One caveat: the employer mandate requiring large employers to obtain minimum health coverage is not under review. What will be explored, in addition to the individual mandate, is the severability of the law; if the Act is inseverable, it must be struck down if any aspect of it fails. However, if the Supreme Court green lights the Patient Protection and Affordable Care Act, it will take a Congressional repeal of the employer mandate to lift the burden from industry.
"The printing industry is pushing for repeal of the employer mandate," Lyons adds. "Those mandates are the two pillars that hold the entire law together. If it's not constitutional, the entire law falls apart."
Repealing the employer mandate would pass the House, but has no chance in the Senate and President Obama would never sign it, according to Lyons. Thus, two options are more realistic—either the Supreme Court finds it inseverable or Obama fails to get re-elected, and the Republican leadership repeals it.
"Anything that happens in June gets baked into the psyche of the voters," she says. "There's no doubt that it will be reignited as much as a campaign issue as it was in 2010, back when people were throwing tomatoes at town hall meetings."
The Joint Select Committee on Deficit Reduction—the notorious "super committee"—was anything but as it gloriously failed to hammer out a bipartisan plan to reduce the federal budget deficit. They could not reform the tax code, and one of the stumbling blocks was the Bush-era tax cuts.
President Obama wanted to extend the cuts for all taxpayers except those individuals making $200,000 a year or married couples pulling down $250,000 annually. But the super committee threw up the white flag before the Nov. 23 deadline.
At press time, both chambers agreed to temporarily extend the payroll tax holiday—the reduced old age, survivors and disability (OASDI) taxes that fund Social Security—and were searching for common ground to pay for the estimated $263 billion cost.
Extending all the Bush-era tax cuts, which expire at the end of 2012, would tack roughly $3.9 trillion onto the budget deficit during the next 10 years. Tax reform will certainly be a hot-button topic heading into silly season.
"If (the tax cuts) expire, it will represent the largest increase on every single tax bracket," Lyons notes. "What will Congress do? Will they prevent it for certain income levels, or for everybody? Will we get into the millionaire surtax debate? It's fair to say neither Republicans nor Democrats will allow a tax increase on lower/middle income brackets.
"A lot of small businesses pay taxes on their corporations at the individual rate, so it's not just the Warren Buffets that are affected by the treatment of the upper tax rates."
Three primary regulatory agencies—the National Labor Relations Board (NLRB), Occupational Safety and Health Administration (OSHA) and Environmental Protection Agency (EPA)—tend to take on an activist slant and help further the president's agenda when items can't get past the House of Representatives, Lyon notes. However, the administration can take it through the back door via the Big Three.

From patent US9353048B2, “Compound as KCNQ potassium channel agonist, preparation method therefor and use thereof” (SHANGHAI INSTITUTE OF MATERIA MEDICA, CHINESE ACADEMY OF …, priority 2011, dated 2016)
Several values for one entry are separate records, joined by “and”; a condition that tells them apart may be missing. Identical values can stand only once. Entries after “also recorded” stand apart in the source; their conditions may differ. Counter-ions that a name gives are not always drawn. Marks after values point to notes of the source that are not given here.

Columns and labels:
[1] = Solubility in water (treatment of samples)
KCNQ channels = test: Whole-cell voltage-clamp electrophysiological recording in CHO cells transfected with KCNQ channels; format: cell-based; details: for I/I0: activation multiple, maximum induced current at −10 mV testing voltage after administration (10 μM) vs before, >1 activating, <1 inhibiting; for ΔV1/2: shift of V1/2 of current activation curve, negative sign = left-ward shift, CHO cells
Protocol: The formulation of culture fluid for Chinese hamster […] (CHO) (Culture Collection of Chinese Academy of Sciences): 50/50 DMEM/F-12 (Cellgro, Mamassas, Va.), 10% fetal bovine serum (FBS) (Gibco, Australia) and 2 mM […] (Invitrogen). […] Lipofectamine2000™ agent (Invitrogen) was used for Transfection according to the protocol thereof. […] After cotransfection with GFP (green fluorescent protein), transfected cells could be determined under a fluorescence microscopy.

It is the era of gridlock in Washington. President Obama may have a piece of regulatory legislation he would like to see enacted, but it lacks support in the Republican-controlled House. Thus, one of the regulatory agencies can introduce new rules to achieve the same goal, causing Republicans to accuse the agencies of overreaching and usurping Congressional authority.
For example, Lyons points out that card check legislation, not even on the radar screen of the House, was revived by the NLRB through an "ambush elections" rule it issued. In short, the rule aimed at accelerating union organizing elections. In late November, the House voted 235-188 to pass the Workforce Democracy and Fairness Act (H.R. 3094) to counter what it views as a rule promoting employer/employee imbalance.
Of a more general nature, the House passed the REINS (Regulations from the Executive in Need of Scrutiny) Act to exercise more regulatory control over the agencies. The bill would apply to regulations with an expected economic impact of $100 million or more. With Democrats holding an advantage in the Senate, a vote here is not likely. But 23 Dem seats are up for re-election.
The down side of the bill is that up to 100 major regulations are passed each year, and piling these on to the Congressional workload may add oversight protections at the expense of meaningful regulations. However, supporters would point out that excessive regulation exacts a financial toll on business, consumers and the economy at a time when added costs are intolerable.
As always, your perspective depends on which side of the aisle you stand. PI